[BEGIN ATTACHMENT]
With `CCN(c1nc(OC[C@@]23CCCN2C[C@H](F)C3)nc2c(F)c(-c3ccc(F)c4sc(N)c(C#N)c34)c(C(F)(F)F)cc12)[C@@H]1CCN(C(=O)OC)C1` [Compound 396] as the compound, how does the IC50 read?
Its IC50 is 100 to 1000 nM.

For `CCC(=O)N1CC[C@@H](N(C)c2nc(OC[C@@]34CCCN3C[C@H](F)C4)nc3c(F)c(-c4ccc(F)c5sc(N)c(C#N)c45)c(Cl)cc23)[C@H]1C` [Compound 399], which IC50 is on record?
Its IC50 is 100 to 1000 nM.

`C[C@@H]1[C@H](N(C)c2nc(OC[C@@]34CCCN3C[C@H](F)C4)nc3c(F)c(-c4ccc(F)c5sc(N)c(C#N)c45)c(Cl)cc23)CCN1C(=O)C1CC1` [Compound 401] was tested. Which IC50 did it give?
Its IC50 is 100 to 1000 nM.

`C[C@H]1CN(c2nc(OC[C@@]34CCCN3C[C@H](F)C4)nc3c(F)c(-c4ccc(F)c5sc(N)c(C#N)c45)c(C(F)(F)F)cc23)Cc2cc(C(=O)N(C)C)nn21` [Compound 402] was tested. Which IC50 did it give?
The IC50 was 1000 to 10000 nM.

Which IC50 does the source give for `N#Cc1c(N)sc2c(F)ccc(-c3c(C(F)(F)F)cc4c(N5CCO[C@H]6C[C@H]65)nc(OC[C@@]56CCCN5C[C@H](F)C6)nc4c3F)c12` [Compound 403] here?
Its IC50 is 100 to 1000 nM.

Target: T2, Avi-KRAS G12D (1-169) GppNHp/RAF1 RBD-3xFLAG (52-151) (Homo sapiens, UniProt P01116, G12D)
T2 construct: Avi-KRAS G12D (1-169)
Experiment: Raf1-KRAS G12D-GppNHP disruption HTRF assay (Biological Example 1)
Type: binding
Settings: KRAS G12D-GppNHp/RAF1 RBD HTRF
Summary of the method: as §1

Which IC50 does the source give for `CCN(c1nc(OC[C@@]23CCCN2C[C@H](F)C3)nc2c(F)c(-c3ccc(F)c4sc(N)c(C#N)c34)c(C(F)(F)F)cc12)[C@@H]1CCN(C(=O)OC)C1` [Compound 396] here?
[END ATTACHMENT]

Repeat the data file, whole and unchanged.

With `CCN(c1nc(OC[C@@]23CCCN2C[C@H](F)C3)nc2c(F)c(-c3ccc(F)c4sc(N)c(C#N)c34)c(C(F)(F)F)cc12)[C@@H]1CCN(C(=O)OC)C1` [Compound 396] as the compound, how does the IC50 read?
Its IC50 is 100 to 1000 nM.

For `CCC(=O)N1CC[C@@H](N(C)c2nc(OC[C@@]34CCCN3C[C@H](F)C4)nc3c(F)c(-c4ccc(F)c5sc(N)c(C#N)c45)c(Cl)cc23)[C@H]1C` [Compound 399], which IC50 is on record?
Its IC50 is 100 to 1000 nM.

`C[C@@H]1[C@H](N(C)c2nc(OC[C@@]34CCCN3C[C@H](F)C4)nc3c(F)c(-c4ccc(F)c5sc(N)c(C#N)c45)c(Cl)cc23)CCN1C(=O)C1CC1` [Compound 401] was tested. Which IC50 did it give?
Its IC50 is 100 to 1000 nM.

`C[C@H]1CN(c2nc(OC[C@@]34CCCN3C[C@H](F)C4)nc3c(F)c(-c4ccc(F)c5sc(N)c(C#N)c45)c(C(F)(F)F)cc23)Cc2cc(C(=O)N(C)C)nn21` [Compound 402] was tested. Which IC50 did it give?
The IC50 was 1000 to 10000 nM.

Which IC50 does the source give for `N#Cc1c(N)sc2c(F)ccc(-c3c(C(F)(F)F)cc4c(N5CCO[C@H]6C[C@H]65)nc(OC[C@@]56CCCN5C[C@H](F)C6)nc4c3F)c12` [Compound 403] here?
Its IC50 is 100 to 1000 nM.

Target: T2, Avi-KRAS G12D (1-169) GppNHp/RAF1 RBD-3xFLAG (52-151) (Homo sapiens, UniProt P01116, G12D)
T2 construct: Avi-KRAS G12D (1-169)
Experiment: Raf1-KRAS G12D-GppNHP disruption HTRF assay (Biological Example 1)
Type: binding
Settings: KRAS G12D-GppNHp/RAF1 RBD HTRF
Summary of the method: as §1

Which IC50 does the source give for `CCN(c1nc(OC[C@@]23CCCN2C[C@H](F)C3)nc2c(F)c(-c3ccc(F)c4sc(N)c(C#N)c34)c(C(F)(F)F)cc12)[C@@H]1CCN(C(=O)OC)C1` [Compound 396] here?